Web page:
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ABSTRACT: Low health-related quality of life (HRQOL) has been associated with increased risk for hospitalization and death in ESRD. However, the relationship of HRQOL with outcomes in predialysis CKD is not well understood. We evaluated the association between HRQOL and renal and cardiovascular (CV) outcomes in 1091 African Americans with hypertensive CKD enrolled in the African American Study of Kidney Disease and Hypertension (AASK) trial and cohort studies. Outcomes included CKD progression (doubling of serum creatinine/ESRD), CV events/CV death, and a composite of CKD progression or death from any cause (CKD progression/death). We assessed HRQOL, including mental health composite (MHC) and physical health composite (PHC), using the Short Form-36 survey. Cox regression analyses were used to assess the relationship between outcomes and five-point decrements in MHC and PHC scores using measurements at baseline, at the most recent annual visit (time-varying), or averaged from baseline to the most recent visit (cumulative). During approximately 10 years of follow-up, lower mean PHC score was associated with increased risk of CV events/CV death and CKD progression/death across all analytic approaches, but only time-varying and cumulative decrements were associated with CKD progression. Similarly, lower mean MHC score was associated with increased risk of CV events/CV death regardless of analytic approach, while only time-varying and cumulative decrements in mean MHC score was associated with CKD progression and CKD progression or death. In conclusion, lower HRQOL is associated with a range of adverse outcomes in African Americans with hypertensive CKD.Journal of the American Society of Nephrology 04/2014; · 8.99 Impact Factor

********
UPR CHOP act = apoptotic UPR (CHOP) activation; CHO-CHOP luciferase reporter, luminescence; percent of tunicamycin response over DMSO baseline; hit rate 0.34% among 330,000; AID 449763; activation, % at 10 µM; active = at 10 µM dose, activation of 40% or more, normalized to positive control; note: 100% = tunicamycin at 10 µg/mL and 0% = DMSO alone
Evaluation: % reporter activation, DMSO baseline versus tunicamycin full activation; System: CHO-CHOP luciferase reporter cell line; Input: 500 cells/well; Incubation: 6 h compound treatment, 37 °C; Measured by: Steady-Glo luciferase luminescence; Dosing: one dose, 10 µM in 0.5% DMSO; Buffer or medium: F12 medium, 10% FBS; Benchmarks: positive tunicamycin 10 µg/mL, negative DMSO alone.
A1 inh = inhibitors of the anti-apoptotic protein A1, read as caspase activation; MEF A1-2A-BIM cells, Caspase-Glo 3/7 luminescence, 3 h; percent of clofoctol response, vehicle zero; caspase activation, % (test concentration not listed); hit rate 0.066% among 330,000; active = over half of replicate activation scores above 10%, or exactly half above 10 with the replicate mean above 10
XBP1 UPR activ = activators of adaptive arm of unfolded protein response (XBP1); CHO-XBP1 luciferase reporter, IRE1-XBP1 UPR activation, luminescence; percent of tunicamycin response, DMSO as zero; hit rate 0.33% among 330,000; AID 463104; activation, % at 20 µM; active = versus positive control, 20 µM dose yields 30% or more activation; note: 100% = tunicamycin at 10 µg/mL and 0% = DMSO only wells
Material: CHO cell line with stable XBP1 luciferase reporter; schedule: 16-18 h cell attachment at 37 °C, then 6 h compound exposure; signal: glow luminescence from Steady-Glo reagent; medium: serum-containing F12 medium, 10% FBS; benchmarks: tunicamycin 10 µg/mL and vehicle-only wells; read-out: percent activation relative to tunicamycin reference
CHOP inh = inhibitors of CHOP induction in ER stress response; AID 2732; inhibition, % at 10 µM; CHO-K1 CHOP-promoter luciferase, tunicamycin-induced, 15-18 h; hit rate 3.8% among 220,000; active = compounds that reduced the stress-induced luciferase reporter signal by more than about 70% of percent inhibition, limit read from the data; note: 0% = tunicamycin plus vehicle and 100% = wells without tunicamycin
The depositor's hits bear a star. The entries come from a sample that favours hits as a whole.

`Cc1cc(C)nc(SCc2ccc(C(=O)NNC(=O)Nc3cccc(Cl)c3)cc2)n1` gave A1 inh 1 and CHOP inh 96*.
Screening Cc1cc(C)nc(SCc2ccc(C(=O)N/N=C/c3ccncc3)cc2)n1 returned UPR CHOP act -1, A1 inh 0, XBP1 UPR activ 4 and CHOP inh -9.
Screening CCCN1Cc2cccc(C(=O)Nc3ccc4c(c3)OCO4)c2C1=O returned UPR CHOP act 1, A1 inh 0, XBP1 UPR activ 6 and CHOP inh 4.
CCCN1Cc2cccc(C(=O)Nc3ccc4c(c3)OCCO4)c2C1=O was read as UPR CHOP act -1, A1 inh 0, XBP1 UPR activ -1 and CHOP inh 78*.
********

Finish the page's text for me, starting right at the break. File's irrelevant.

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ABSTRACT: : With the recent massive scale-up of access to antiretroviral therapy (ART) in resource-limited countries, HIV has become a chronic disease with new challenges. There is mounting evidence of an increased burden of renal and genitourinary diseases among HIV-infected persons caused by direct HIV viral effects and/or indirectly through the development of opportunistic infections, ART medication-related toxicities, and other noncommunicable diseases (NCDs). We review the epidemiology of HIV-associated renal and urogenital diseases, including interactions with kidney-related NCDs such as hypertension, diabetes mellitus, and cardiovascular disease. We also examine the current evidence regarding the impact of HIV infection on the development of urogenital diseases. Highly advisable in sub-Saharan Africa are the establishment of renal disease registries, reviews of existing clinical practice including cost-effectiveness studies, and the adoption and use of HIV-related NCD management, with training for different cadres of health providers. Epidemiological research priorities include prospective studies to evaluate the true prevalence and spectrum of HIV-related renal disease and their progression. Simple diagnostics tools should be evaluated, including urinary dipsticks and point-of-care urea and creatinine tests to screen for kidney injury in primary care settings. Study of urological manifestations of HIV can help determine the extent of disease and outcomes. As patients live longer on ART, the burden of renal and genitourological complications of HIV and of ART can be expected to increase with a commensurate urgency in both discovery and evidence-based improvements in clinical management.JAIDS Journal of Acquired Immune Deficiency Syndromes 09/2014; 67 Suppl 1:S68-78. · 4.65 Impact Factor